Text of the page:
Australia’s Wimbledon stocks have taken a hit as seeded spearheads Bernard Tomic and Nick Kyrgios race the clock to be fully fit for the tennis showpiece starting in less than a month.
Kyrgios and Tomic, along with several of their exciting young support cast, departed the French Open set for career-high world rankings after encouraging campaigns in Paris.
But a shattered Kyrgios is considering withdrawing from Wimbledon lead-up events next week at ‘s-Hertogenbosch and then the Queen’s Club after a chronic elbow injury flared in his third-round loss to Andy Murray.
Tomic plans to press ahead with scheduled appearances next week in Stuttgart and Halle from June 15, but requires cortisone injections for a back problem that’s restricting his movement.
Tomic, a quarter-finalist in 2011, and Kyrgios, who reached the last eight at the All England Club last year, are projected to climb to 24th and 25th respectively in the rankings next week.
Unlike the other three grand slam events in Melbourne, Paris and New York, Wimbledon officials don’t strictly abide by rankings when allocating their seedings and Tomic is hoping he and Kyrgios are elevated because of their proven records on the hallowed grass courts.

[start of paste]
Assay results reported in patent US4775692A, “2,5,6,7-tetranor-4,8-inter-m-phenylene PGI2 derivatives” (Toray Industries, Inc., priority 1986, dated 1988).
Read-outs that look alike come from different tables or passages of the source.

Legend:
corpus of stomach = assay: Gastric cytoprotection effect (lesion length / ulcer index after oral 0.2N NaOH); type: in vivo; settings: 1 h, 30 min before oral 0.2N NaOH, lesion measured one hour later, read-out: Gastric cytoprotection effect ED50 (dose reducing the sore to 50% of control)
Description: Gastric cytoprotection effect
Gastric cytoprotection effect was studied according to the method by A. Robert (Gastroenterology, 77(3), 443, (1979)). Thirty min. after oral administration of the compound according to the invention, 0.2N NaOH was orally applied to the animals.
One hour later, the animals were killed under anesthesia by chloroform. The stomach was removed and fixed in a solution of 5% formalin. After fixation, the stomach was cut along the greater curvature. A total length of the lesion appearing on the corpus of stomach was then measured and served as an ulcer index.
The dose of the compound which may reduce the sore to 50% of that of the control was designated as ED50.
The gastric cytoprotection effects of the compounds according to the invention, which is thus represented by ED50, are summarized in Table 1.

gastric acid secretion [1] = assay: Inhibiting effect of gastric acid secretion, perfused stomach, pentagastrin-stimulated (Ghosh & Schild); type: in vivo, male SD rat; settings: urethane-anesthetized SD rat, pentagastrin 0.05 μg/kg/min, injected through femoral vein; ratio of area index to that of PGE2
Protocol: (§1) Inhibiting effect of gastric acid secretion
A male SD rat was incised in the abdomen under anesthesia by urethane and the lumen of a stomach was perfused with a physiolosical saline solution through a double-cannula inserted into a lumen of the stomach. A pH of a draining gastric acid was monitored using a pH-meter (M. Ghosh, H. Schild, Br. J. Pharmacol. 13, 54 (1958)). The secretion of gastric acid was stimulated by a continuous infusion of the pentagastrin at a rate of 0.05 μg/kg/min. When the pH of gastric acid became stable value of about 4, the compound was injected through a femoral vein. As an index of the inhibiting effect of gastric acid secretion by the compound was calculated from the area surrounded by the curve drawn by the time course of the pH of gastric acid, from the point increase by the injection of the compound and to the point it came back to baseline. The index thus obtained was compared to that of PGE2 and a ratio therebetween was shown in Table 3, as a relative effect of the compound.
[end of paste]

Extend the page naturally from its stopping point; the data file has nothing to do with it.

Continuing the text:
Critically, a top-24 seeding would guarantee Australia’s two big guns don’t run into any of the top eight, including titleholder Novak Djokovic and fellow former champions Roger Federer, Andy Murray or Rafael Nadal, until at least the round of 16.
But the duo’s more immediate concern is being fully fit and ready to go when the grasscourt major gets underway on June 29.
“I don’t know what I have to do at the moment. I don’t know what the problem is,” Kyrgios said after being unable to serve anywhere near full speed during his straight-sets loss to Murray at Roland Garros.
“I have done so much (remedial and rehab work) and it’s pretty heartbreaking going out there and something like that holding you back.
“But I will do everything I can obviously to get ready for Wimbledon. That’s the next big one. I think that’s my best chance to win a grand slam.”
Tomic said he’d been dogged by a back injury for months.
“I need to get a few injections in my back, which I’ve never done before,” he said after Davis Cup teammate Thanasi Kokkinakis ended his French Open in a five-set second-round thriller.
“Hopefully that goes away after three or four days because I have been suffering a lot of pain, (lost) a lot of rotation, missing on my shots.”
In addition to Kyrgios and Tomic’s troubles, Daria Gavrilova, Australia’s new No.2 ranked woman who had been pushing towards a Wimbledon seeding, has had to pull out of scheduled events in ‘s-Hertogenbosch and Birmingham with an abdominal strain.
The injury forced Gavrilova, set to rise to 42nd in the rankings, to quit her second-round match in Paris against Sabine Lisicki.
Australian No.1 Samantha Stosur is taking a two-week timeout in Florida after being left furious by her third-round misfire against Maria Sharapova and will contest only one Wimbledon warm-up event at Eastbourne.